A Pastor's Faith in a Single Photo


Rev. Jonathan Chapman shared an inspiring post on his Instagram account after spending the last half of February in the Holy Land. He and his group celebrated Ash Wednesday at St. George's in Jerusalem, as well. You can read the full text of his photo below.

I’ve been swiping through the hundreds of photos I took while abroad trying to pick just one that somehow encompassed everything that I encountered during my fourteen days as a pilgrim in the Holy Land. I’ve got pictures of majestic countrysides and striking cityscapes. I’ve got shots of ruins and churches. But this is the one that my heart keeps returning to.

It’s one of the first I took while roaming the hills of Galilee. We were at Capernaum, Jesus’ adult hometown, when I walked over to the shoreline of Lake Tiberias (known to us Bible dorks as the Sea of Galilee). There was a single fishing boat making its way in front of me.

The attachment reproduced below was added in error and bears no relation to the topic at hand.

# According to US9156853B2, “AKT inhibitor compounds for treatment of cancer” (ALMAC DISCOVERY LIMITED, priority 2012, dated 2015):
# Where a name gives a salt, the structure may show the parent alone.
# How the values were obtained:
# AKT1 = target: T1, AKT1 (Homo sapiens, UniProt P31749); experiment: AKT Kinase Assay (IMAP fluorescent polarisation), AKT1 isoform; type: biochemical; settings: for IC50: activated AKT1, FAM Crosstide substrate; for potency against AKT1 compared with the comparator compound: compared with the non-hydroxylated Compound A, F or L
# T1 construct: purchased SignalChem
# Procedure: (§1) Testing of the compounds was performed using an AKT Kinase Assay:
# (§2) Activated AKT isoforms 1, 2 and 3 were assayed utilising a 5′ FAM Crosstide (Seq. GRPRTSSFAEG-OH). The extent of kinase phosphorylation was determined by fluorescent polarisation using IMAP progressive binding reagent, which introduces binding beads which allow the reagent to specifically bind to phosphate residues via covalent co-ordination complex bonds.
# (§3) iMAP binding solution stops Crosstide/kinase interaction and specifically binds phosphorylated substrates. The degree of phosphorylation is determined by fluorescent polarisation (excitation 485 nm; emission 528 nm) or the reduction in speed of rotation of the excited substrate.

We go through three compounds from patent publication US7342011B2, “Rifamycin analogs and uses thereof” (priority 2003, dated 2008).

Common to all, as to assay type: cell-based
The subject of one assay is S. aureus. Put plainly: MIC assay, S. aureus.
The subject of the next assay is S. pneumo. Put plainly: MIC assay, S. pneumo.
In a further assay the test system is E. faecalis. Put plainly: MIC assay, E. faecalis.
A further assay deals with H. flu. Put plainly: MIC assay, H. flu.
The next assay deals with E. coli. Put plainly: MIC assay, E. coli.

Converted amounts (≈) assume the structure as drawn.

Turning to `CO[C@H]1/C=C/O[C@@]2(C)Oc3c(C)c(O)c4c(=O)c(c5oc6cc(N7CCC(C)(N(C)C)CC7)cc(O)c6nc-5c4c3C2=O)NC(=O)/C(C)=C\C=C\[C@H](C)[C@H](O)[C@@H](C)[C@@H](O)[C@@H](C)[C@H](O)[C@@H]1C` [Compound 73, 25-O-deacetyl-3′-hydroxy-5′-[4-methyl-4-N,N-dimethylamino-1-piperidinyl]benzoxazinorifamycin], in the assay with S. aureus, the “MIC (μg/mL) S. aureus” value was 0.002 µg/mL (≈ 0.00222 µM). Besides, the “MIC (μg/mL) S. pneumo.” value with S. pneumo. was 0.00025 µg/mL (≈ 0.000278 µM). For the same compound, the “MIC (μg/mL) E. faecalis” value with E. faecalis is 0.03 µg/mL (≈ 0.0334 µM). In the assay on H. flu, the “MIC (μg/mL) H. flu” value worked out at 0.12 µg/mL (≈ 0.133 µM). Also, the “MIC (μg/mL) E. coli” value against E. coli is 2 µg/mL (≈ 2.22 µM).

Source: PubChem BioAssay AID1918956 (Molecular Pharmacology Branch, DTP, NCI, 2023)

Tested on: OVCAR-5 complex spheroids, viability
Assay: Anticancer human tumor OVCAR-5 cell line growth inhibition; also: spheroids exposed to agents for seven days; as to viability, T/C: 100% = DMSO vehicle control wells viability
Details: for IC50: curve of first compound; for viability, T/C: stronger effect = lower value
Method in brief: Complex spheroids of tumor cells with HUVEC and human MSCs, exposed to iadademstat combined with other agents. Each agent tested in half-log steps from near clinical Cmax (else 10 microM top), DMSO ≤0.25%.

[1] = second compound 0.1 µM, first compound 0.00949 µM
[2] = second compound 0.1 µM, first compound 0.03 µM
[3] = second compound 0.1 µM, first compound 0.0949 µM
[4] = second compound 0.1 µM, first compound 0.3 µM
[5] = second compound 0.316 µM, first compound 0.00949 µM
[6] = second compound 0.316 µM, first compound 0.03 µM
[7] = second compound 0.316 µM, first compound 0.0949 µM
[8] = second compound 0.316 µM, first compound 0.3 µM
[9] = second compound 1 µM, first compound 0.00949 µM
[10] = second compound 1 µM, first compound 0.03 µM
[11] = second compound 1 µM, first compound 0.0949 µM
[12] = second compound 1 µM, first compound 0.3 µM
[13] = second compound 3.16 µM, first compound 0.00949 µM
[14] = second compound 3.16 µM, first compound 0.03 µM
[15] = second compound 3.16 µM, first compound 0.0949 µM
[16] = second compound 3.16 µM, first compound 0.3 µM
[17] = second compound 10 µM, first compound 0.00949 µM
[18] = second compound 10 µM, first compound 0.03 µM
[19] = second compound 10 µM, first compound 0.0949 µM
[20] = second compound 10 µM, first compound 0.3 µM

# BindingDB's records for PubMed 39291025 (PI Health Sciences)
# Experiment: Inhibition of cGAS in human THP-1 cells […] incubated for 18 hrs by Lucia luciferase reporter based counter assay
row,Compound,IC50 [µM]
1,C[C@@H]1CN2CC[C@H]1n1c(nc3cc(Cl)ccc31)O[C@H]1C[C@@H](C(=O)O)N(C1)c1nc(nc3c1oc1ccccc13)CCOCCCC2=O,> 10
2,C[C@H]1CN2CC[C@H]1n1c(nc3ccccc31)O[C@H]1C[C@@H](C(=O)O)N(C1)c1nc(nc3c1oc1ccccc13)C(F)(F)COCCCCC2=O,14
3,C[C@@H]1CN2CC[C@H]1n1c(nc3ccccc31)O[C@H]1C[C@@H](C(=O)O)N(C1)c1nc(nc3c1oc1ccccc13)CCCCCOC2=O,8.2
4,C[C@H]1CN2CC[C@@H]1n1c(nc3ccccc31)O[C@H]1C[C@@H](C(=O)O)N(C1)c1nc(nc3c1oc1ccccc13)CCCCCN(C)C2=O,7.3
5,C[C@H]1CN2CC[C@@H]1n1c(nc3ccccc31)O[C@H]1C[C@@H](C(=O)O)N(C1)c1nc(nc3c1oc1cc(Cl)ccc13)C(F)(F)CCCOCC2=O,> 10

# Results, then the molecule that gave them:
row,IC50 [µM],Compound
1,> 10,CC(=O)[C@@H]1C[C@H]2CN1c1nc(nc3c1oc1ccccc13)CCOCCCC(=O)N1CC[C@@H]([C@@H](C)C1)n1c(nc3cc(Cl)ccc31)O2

In this picture, the only thing you can really identify is the boat, the waves it’s making, and the shore line. The lake and the sky blend together in a nearly-seamless haze.

It turns out, this is my faith in a single photo.

You see, the boat is the Gospel. And it’s sailing along on a sea of history and tradition that provides context and meaning. And then there’s our stuff—the baggage we carry from our families, churches, and lives that sometimes makes things hazy.

And somehow, despite my best attempts at the spiritual life, I always feel like I’m on the shore longing to be in that boat sailing on history and tradition through the hazy skies of our messy lives. I want to be on the boat, but I’m drawn to the easy comforts of the shore like a magnet.

Here’s the thing about pilgrimage: It helps you realize that the comforts of the shore aren’t yours to hold anymore.

These two weeks, in ways I couldn’t even imagine, have helped me hitch a ride on that Gospel ship. It’s been remarkable, insightful, informative, and faith-forming in the best ways.

And now there’s only one thing left to do: cast off and set sail.
— Rev. Jonathan Chapman